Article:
Comscore weighs in on the topic of the week: Whether Comscore’s January report on Google’s paid clicks is a disaster. Comscore’s answer? No.
Comscore obviously doesn’t consider the possibility that its paid-click conclusion is wrong. Instead, it argues that the severe drop in January is the result of Google’s click-improvement programs. As we’ve argued, we believe these programs certainly contributed to the fall-off, but we continue to think the economy also likely played a role.
- Other search engines did not see a drop-off in paid clicks, and there is no obvious reason why Google would be more exposed to economic weakness than other search engines. [One not-obvious reason: Google has a higher percentage of small- and medium-sized advertisers)
- Google saw a decling paid click trend all through 2007.
- In the first three months of last year, Google saw both declining coverage ratio AND declining click ratio–so this is not the first time this has happened. Translation: This is not the mystery that some analysts think. When relevancy improves, it takes consumers fewer clicks to find what they’re looking for.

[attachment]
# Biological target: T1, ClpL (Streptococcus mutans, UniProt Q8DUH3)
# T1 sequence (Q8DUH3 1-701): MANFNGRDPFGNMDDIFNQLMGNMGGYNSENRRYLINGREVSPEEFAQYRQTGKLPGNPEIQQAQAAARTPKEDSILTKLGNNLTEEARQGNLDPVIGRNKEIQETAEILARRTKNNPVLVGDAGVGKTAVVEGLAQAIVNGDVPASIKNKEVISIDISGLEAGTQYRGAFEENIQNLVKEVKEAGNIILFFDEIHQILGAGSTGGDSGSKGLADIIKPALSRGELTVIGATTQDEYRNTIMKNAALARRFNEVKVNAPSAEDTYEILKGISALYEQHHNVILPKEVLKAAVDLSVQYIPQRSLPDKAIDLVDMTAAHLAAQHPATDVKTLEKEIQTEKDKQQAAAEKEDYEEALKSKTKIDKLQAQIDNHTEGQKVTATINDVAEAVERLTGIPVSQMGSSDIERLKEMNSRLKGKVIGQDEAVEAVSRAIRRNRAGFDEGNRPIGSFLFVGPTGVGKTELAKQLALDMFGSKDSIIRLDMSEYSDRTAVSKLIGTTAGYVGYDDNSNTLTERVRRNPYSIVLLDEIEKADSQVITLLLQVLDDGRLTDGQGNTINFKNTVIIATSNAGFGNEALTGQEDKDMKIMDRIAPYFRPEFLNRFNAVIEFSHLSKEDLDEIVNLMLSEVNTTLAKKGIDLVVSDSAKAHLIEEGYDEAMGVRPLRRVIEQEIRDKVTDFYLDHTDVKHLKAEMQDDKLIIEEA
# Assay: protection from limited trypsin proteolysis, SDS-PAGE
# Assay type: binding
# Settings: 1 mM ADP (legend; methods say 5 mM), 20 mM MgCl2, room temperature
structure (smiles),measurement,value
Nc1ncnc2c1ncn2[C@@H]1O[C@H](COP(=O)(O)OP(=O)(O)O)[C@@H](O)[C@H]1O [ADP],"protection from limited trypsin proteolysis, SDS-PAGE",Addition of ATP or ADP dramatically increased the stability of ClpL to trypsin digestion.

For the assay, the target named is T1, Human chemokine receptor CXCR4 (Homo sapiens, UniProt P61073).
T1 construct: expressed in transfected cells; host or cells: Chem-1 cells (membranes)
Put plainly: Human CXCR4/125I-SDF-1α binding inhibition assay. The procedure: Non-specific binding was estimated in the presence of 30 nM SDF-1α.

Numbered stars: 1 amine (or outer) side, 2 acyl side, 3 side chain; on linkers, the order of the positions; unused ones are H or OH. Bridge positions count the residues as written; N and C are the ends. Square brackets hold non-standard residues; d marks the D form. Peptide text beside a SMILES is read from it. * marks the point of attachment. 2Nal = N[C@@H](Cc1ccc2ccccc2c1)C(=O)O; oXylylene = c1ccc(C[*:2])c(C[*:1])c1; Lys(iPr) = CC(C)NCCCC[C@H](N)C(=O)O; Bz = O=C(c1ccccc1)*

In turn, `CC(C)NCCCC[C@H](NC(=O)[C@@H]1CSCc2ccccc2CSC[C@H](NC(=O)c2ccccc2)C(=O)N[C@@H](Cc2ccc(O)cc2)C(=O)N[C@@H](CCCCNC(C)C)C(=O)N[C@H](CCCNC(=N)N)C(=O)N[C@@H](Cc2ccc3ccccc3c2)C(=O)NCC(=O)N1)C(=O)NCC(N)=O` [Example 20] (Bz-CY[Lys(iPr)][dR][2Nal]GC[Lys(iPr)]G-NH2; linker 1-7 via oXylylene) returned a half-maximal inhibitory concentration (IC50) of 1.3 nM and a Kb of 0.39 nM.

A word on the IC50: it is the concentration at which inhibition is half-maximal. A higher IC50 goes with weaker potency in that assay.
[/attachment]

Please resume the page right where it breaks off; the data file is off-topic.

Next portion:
Comscore concludes that increasing revenue per click should allow Google to still post strong revenue growth in Q1. Not surprisingly, Comscore does not define “strong.”
Conclusion: This week, as analysts have rushed to check in with search engine marketers, we have heard reports of weakness in financial services, real-estate, and other categories. Athough Google’s click improvement programs are almost certainly contributing to the paid-click fall-off, it seems unlikely that they account for all of it. We therefore continue to view the Comscore report as supporting the theory that Google is exposed to economic weakness.